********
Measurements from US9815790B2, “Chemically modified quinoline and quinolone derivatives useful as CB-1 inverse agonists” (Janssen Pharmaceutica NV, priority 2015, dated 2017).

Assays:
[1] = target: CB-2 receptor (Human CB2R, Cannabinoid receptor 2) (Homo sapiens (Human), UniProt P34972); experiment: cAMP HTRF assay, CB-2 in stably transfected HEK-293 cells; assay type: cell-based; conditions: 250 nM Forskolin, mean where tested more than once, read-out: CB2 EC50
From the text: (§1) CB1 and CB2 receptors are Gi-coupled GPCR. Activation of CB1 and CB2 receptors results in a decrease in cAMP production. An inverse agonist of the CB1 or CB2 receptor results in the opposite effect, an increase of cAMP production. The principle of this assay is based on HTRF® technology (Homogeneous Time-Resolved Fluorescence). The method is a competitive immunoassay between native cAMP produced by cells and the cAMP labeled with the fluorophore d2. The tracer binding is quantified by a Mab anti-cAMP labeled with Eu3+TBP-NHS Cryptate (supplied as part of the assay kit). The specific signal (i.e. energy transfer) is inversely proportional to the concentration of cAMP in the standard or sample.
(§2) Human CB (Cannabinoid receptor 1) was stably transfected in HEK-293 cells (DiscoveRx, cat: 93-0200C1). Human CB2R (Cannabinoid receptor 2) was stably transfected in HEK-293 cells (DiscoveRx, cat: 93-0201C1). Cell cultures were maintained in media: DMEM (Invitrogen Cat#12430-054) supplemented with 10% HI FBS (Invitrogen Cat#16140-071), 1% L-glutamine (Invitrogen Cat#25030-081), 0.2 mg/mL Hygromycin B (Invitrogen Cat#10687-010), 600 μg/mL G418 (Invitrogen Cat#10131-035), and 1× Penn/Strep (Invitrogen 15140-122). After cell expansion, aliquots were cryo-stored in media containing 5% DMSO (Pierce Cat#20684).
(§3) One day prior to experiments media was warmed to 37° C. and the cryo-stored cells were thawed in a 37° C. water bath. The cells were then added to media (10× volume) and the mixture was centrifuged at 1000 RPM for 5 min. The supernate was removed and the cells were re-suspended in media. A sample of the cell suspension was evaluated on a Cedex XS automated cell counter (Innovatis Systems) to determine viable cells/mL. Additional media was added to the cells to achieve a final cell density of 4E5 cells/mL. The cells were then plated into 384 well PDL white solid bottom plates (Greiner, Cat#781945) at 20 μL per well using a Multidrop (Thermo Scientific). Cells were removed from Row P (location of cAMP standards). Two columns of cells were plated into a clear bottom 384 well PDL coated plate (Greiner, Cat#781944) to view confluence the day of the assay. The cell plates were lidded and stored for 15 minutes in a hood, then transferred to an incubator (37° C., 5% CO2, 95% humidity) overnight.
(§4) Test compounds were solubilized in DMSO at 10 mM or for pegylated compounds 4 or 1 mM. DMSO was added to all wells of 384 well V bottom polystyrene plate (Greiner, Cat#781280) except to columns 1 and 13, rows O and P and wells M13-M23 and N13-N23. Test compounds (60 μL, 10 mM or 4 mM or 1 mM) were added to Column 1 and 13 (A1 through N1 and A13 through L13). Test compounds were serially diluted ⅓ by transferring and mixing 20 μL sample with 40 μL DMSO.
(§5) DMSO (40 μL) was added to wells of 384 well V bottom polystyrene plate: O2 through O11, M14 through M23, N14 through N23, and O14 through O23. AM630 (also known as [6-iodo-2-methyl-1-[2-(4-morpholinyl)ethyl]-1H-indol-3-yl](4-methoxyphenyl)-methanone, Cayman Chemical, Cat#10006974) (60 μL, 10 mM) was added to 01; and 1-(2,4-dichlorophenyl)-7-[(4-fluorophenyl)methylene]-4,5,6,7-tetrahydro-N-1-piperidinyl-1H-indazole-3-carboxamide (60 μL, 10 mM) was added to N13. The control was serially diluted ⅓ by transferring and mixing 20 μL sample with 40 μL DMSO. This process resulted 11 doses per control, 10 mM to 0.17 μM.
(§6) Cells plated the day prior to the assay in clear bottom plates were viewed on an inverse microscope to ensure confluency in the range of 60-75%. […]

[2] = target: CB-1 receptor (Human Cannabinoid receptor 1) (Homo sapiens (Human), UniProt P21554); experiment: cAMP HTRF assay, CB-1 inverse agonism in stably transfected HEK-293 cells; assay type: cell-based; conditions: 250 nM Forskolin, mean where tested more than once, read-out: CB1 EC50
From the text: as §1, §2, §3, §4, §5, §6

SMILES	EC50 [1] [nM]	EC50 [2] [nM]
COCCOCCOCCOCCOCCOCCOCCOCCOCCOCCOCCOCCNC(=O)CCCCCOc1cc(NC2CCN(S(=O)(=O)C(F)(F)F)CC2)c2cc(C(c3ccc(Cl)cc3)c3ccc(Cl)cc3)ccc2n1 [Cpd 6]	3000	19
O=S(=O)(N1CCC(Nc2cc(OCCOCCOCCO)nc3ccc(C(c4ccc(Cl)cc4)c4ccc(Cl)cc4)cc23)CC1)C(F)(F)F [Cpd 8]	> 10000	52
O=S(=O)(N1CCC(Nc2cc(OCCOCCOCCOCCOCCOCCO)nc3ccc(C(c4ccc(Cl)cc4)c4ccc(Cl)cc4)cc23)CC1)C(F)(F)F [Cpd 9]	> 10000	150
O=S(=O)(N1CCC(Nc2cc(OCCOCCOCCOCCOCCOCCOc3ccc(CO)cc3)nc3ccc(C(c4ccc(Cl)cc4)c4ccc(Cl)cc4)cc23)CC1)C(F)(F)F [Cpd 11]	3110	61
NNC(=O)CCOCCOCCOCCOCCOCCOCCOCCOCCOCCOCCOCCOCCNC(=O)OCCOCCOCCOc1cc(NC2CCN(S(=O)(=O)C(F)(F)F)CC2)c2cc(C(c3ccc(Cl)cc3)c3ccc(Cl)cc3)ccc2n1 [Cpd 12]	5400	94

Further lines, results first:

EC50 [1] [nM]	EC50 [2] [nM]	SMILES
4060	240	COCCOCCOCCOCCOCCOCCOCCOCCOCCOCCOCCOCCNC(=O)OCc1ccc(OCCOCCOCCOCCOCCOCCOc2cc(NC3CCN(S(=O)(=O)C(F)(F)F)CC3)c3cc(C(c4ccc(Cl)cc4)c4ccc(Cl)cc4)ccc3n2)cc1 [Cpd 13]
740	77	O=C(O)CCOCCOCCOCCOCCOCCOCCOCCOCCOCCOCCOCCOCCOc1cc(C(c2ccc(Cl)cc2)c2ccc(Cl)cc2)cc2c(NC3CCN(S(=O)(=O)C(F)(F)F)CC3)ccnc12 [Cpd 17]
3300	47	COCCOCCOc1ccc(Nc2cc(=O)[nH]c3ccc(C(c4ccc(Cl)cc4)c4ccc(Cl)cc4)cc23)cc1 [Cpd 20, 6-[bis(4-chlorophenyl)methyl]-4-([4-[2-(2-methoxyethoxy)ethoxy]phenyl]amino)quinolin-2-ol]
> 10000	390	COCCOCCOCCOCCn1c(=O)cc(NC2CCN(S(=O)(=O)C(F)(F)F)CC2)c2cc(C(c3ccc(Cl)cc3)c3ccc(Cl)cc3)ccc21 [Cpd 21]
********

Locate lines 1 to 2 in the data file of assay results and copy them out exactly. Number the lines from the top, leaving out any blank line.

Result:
Measurements from US9815790B2, “Chemically modified quinoline and quinolone derivatives useful as CB-1 inverse agonists” (Janssen Pharmaceutica NV, priority 2015, dated 2017).

Assays: